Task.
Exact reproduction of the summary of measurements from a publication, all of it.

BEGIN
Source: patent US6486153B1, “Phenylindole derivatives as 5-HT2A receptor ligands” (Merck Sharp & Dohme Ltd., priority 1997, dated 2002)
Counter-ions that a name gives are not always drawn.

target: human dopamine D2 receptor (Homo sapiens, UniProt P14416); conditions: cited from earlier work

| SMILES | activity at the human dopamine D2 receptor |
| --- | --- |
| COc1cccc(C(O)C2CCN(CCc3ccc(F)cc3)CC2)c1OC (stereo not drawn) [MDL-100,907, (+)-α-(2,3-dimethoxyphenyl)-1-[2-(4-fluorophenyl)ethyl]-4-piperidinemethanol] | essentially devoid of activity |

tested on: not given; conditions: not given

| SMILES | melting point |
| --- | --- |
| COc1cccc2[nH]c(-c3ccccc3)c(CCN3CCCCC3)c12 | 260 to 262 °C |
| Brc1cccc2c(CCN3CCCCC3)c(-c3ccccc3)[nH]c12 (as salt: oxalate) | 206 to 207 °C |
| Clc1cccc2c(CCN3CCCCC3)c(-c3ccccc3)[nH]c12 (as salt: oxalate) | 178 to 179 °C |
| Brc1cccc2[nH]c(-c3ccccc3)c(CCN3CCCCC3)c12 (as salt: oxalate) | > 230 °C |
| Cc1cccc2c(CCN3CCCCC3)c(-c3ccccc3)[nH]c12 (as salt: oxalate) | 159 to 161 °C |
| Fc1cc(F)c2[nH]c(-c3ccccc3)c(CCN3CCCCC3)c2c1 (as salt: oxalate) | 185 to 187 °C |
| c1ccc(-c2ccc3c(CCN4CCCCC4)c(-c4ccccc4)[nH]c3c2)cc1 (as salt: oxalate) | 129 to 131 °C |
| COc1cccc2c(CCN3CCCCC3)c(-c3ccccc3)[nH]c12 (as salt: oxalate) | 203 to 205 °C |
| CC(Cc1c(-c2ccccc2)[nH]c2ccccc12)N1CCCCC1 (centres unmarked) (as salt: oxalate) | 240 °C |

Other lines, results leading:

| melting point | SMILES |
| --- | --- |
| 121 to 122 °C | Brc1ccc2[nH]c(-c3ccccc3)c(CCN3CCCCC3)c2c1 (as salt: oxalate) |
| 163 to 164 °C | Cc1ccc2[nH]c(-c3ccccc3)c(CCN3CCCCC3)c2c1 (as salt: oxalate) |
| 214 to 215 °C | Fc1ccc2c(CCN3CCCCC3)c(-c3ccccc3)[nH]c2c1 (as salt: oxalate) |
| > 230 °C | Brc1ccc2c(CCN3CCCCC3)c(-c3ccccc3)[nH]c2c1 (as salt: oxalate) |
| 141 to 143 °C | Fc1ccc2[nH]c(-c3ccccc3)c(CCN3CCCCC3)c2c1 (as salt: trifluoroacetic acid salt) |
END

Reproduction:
Source: patent US6486153B1, “Phenylindole derivatives as 5-HT2A receptor ligands” (Merck Sharp & Dohme Ltd., priority 1997, dated 2002)
Counter-ions that a name gives are not always drawn.

target: human dopamine D2 receptor (Homo sapiens, UniProt P14416); conditions: cited from earlier work

| SMILES | activity at the human dopamine D2 receptor |
| --- | --- |
| COc1cccc(C(O)C2CCN(CCc3ccc(F)cc3)CC2)c1OC (stereo not drawn) [MDL-100,907, (+)-α-(2,3-dimethoxyphenyl)-1-[2-(4-fluorophenyl)ethyl]-4-piperidinemethanol] | essentially devoid of activity |

tested on: not given; conditions: not given

| SMILES | melting point |
| --- | --- |
| COc1cccc2[nH]c(-c3ccccc3)c(CCN3CCCCC3)c12 | 260 to 262 °C |
| Brc1cccc2c(CCN3CCCCC3)c(-c3ccccc3)[nH]c12 (as salt: oxalate) | 206 to 207 °C |
| Clc1cccc2c(CCN3CCCCC3)c(-c3ccccc3)[nH]c12 (as salt: oxalate) | 178 to 179 °C |
| Brc1cccc2[nH]c(-c3ccccc3)c(CCN3CCCCC3)c12 (as salt: oxalate) | > 230 °C |
| Cc1cccc2c(CCN3CCCCC3)c(-c3ccccc3)[nH]c12 (as salt: oxalate) | 159 to 161 °C |
| Fc1cc(F)c2[nH]c(-c3ccccc3)c(CCN3CCCCC3)c2c1 (as salt: oxalate) | 185 to 187 °C |
| c1ccc(-c2ccc3c(CCN4CCCCC4)c(-c4ccccc4)[nH]c3c2)cc1 (as salt: oxalate) | 129 to 131 °C |
| COc1cccc2c(CCN3CCCCC3)c(-c3ccccc3)[nH]c12 (as salt: oxalate) | 203 to 205 °C |
| CC(Cc1c(-c2ccccc2)[nH]c2ccccc12)N1CCCCC1 (centres unmarked) (as salt: oxalate) | 240 °C |

Other lines, results leading:

| melting point | SMILES |
| --- | --- |
| 121 to 122 °C | Brc1ccc2[nH]c(-c3ccccc3)c(CCN3CCCCC3)c2c1 (as salt: oxalate) |
| 163 to 164 °C | Cc1ccc2[nH]c(-c3ccccc3)c(CCN3CCCCC3)c2c1 (as salt: oxalate) |
| 214 to 215 °C | Fc1ccc2c(CCN3CCCCC3)c(-c3ccccc3)[nH]c2c1 (as salt: oxalate) |
| > 230 °C | Brc1ccc2c(CCN3CCCCC3)c(-c3ccccc3)[nH]c2c1 (as salt: oxalate) |
| 141 to 143 °C | Fc1ccc2[nH]c(-c3ccccc3)c(CCN3CCCCC3)c2c1 (as salt: trifluoroacetic acid salt) |